They remember with horror what the mobile Internet in the U.S. was like before the advent of the app stores—back when only a select few were able to get the carriers’ blessing that allowed them to realize their idea for an application. And they got a taste of things to come in December 2011 when AT&T Wireless, Verizon Wireless, and T-Mobile all prevented Google Wallet—a mobile payment application that was first to market in what was predicted to be a $56.7 billion market by 2015—from getting to its subscribers. 

Those carriers’ actions not only deprived 75 percent of mobile users in the U.S. of the ability to use an innovative new payment technology; they also prevented Google from realizing its first-mover advantage. While the carriers were mostly silent about their motivations, analysts were quick to point out that AT&T, Verizon, and T-Mobile had partnered to develop a competing mobile payment service called ISIS, which was not ready to launch. For many, this was a wake-up call. Innovators and investors were already concerned about the lack of strong network neutrality rules for the mobile Internet in the United States. If even Google, one of the nation’s largest corporations, could be blocked by wireless carriers, every mobile innovator and investor in the country was at the mercy of the carriers.

Entrepreneurs and startups know that the threat of blocking and discrimination undermines their ability to get funding. As legendary venture capitalist Fred Wilson—whose firm Union Square Ventures was an early investor in Twitter, Foursquare, Zynga, and other Web 2.0 household names—pointed out: 

“Many VCs such as our firm would not invest in the mobile Internet when it was controlled by carriers who set the rules, picked winners, and used predatory tactics to control their networks. Once Apple opened up competition with the iPhone and the app store, many firms changed their approach, including our firm.” 

In 2007, while the FCC was investigating Comcast’s blocking of peer-to-peer file-sharing applications like BitTorrent, many entrepreneurs told me that they couldn’t get funding because investors were concerned their application would be singled out for discriminatory bandwidth management. And when the D.C. Circuit Court of Appeals in 2010 struck down the FCC’s Order that had required Comcast to stop interfering with BitTorrent and adopt application-agnostic methods for managing congestion, entrepreneurs heard the same investor concerns again. The bottom line: uncertainty about how new applications and services will be treated on the network does not create a climate conducive to investment.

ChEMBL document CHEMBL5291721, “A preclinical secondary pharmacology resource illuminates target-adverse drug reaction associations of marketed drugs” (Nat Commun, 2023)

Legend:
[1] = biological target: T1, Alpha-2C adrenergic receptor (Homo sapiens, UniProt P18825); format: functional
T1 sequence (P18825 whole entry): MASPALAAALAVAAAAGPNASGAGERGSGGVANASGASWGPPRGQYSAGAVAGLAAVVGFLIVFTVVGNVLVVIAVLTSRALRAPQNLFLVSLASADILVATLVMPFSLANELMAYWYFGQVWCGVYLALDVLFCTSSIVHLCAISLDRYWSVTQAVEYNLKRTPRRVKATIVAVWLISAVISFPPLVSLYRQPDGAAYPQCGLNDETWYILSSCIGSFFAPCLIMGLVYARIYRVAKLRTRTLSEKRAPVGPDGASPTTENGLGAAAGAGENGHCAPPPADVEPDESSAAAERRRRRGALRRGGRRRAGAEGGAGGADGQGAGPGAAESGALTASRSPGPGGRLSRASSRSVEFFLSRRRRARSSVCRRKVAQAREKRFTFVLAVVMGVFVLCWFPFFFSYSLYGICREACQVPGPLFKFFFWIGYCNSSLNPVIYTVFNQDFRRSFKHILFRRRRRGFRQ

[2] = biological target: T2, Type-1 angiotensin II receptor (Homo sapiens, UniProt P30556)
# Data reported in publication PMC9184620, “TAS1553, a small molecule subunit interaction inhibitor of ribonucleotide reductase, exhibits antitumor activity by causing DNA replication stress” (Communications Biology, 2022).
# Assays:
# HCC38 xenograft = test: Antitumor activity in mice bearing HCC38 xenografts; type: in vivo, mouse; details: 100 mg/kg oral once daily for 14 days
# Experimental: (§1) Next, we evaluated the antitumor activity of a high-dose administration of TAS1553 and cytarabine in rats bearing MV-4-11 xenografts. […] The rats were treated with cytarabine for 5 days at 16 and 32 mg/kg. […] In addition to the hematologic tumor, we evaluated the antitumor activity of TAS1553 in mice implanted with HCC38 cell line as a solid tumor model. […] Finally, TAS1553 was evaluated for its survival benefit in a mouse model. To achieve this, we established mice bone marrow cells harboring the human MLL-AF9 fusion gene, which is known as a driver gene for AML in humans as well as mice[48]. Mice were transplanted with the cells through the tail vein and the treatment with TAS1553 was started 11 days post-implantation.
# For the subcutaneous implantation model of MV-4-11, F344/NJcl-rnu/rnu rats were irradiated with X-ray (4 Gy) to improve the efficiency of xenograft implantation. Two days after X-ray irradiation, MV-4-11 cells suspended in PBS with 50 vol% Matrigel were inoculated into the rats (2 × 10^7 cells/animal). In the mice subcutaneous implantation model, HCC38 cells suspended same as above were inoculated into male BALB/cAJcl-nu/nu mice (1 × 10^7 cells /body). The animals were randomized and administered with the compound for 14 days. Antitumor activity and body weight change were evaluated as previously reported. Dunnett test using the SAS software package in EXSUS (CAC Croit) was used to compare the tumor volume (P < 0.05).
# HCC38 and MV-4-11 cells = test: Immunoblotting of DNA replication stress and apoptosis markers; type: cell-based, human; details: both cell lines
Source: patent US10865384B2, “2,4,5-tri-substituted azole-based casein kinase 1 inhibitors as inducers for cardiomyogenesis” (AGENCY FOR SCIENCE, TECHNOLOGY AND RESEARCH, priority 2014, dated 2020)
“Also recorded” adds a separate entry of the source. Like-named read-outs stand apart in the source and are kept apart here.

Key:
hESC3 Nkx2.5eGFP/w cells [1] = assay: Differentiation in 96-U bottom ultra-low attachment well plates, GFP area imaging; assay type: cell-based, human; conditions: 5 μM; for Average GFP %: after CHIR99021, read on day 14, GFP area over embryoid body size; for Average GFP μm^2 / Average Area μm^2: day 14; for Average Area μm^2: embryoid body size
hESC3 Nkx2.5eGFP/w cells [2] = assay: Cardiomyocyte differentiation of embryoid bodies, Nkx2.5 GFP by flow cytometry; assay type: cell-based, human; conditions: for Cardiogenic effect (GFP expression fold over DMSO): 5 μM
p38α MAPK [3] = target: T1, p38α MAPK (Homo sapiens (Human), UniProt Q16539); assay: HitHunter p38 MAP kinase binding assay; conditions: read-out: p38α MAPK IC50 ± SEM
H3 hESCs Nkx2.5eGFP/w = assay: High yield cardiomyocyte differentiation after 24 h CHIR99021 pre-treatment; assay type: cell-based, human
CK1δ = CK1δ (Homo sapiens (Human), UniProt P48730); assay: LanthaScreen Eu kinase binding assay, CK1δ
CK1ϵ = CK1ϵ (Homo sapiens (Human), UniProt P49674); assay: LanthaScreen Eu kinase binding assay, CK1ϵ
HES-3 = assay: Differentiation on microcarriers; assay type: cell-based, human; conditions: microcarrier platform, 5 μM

Some policy makers, including FCC Chairman Wheeler, seem to be attracted to the idea that allowing ISPs to charge services fees for access to users (“access fees”) may allow carriers to develop new and innovative business models. But entrepreneurs and investors say that allowing these fees will irrevocably harm the environment for application innovation on the Internet.  

On the Internet as we know it, the costs of developing an application have been incredibly low—so low that a student can start a social network in his dorm room for the $50 monthly fee of running a server and become the CEO of the dominant global social network. In turn, the Internet has become a gigantic petri dish for hundreds of thousands of innovators in the United States.

Allowing access fees would change all that. 

If large, established companies can pay ISPs so that their application loads faster or doesn’t count against users’ monthly bandwidth caps, entrepreneurs and start-ups that can’t pay will be unable to compete. This increases the level of investment needed to start a new application, killing the Internet version of the American dream. It also breaks our petri dish model: without the many low-cost innovators, our Internet innovation ecosystem will be significantly less vibrant and will produce fewer, less diverse, and lower-quality applications.

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Barbara van Schewick is a professor at Stanford Law School and the director of the school's Center for Internet and Society. She is the author of Internet Architecture and Innovation.